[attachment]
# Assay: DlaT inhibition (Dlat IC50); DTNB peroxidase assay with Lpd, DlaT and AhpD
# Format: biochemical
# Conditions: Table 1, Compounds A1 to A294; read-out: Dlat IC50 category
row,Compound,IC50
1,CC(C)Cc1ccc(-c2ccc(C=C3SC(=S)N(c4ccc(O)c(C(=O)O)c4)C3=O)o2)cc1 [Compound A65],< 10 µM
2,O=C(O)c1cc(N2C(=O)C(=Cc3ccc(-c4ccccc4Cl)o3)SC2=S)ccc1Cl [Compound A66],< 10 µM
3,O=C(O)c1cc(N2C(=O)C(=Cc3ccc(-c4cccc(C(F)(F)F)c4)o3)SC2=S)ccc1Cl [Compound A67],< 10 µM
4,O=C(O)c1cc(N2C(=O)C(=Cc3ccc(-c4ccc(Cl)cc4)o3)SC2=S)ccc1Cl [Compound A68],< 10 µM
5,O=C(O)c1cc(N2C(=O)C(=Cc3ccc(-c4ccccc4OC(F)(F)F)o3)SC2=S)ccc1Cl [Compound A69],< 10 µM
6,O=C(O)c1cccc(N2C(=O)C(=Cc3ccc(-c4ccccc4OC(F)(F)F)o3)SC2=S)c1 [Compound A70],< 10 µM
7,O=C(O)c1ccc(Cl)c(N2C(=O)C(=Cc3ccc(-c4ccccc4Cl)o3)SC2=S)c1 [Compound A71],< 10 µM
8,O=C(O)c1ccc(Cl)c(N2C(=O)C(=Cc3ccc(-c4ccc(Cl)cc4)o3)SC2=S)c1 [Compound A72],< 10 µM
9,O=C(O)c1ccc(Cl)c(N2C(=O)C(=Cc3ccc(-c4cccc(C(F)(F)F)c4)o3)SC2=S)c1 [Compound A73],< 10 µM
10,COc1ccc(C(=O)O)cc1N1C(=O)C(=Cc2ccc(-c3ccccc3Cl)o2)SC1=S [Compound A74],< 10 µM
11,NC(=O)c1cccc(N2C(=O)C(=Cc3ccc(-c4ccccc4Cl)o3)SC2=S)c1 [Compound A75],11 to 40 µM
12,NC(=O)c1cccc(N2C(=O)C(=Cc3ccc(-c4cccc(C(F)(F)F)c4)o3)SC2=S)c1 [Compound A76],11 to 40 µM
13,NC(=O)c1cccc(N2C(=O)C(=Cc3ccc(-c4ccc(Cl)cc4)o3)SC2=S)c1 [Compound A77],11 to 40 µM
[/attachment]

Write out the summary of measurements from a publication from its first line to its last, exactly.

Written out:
# Assay: DlaT inhibition (Dlat IC50); DTNB peroxidase assay with Lpd, DlaT and AhpD
# Format: biochemical
# Conditions: Table 1, Compounds A1 to A294; read-out: Dlat IC50 category
row,Compound,IC50
1,CC(C)Cc1ccc(-c2ccc(C=C3SC(=S)N(c4ccc(O)c(C(=O)O)c4)C3=O)o2)cc1 [Compound A65],< 10 µM
2,O=C(O)c1cc(N2C(=O)C(=Cc3ccc(-c4ccccc4Cl)o3)SC2=S)ccc1Cl [Compound A66],< 10 µM
3,O=C(O)c1cc(N2C(=O)C(=Cc3ccc(-c4cccc(C(F)(F)F)c4)o3)SC2=S)ccc1Cl [Compound A67],< 10 µM
4,O=C(O)c1cc(N2C(=O)C(=Cc3ccc(-c4ccc(Cl)cc4)o3)SC2=S)ccc1Cl [Compound A68],< 10 µM
5,O=C(O)c1cc(N2C(=O)C(=Cc3ccc(-c4ccccc4OC(F)(F)F)o3)SC2=S)ccc1Cl [Compound A69],< 10 µM
6,O=C(O)c1cccc(N2C(=O)C(=Cc3ccc(-c4ccccc4OC(F)(F)F)o3)SC2=S)c1 [Compound A70],< 10 µM
7,O=C(O)c1ccc(Cl)c(N2C(=O)C(=Cc3ccc(-c4ccccc4Cl)o3)SC2=S)c1 [Compound A71],< 10 µM
8,O=C(O)c1ccc(Cl)c(N2C(=O)C(=Cc3ccc(-c4ccc(Cl)cc4)o3)SC2=S)c1 [Compound A72],< 10 µM
9,O=C(O)c1ccc(Cl)c(N2C(=O)C(=Cc3ccc(-c4cccc(C(F)(F)F)c4)o3)SC2=S)c1 [Compound A73],< 10 µM
10,COc1ccc(C(=O)O)cc1N1C(=O)C(=Cc2ccc(-c3ccccc3Cl)o2)SC1=S [Compound A74],< 10 µM
11,NC(=O)c1cccc(N2C(=O)C(=Cc3ccc(-c4ccccc4Cl)o3)SC2=S)c1 [Compound A75],11 to 40 µM
12,NC(=O)c1cccc(N2C(=O)C(=Cc3ccc(-c4cccc(C(F)(F)F)c4)o3)SC2=S)c1 [Compound A76],11 to 40 µM
13,NC(=O)c1cccc(N2C(=O)C(=Cc3ccc(-c4ccc(Cl)cc4)o3)SC2=S)c1 [Compound A77],11 to 40 µM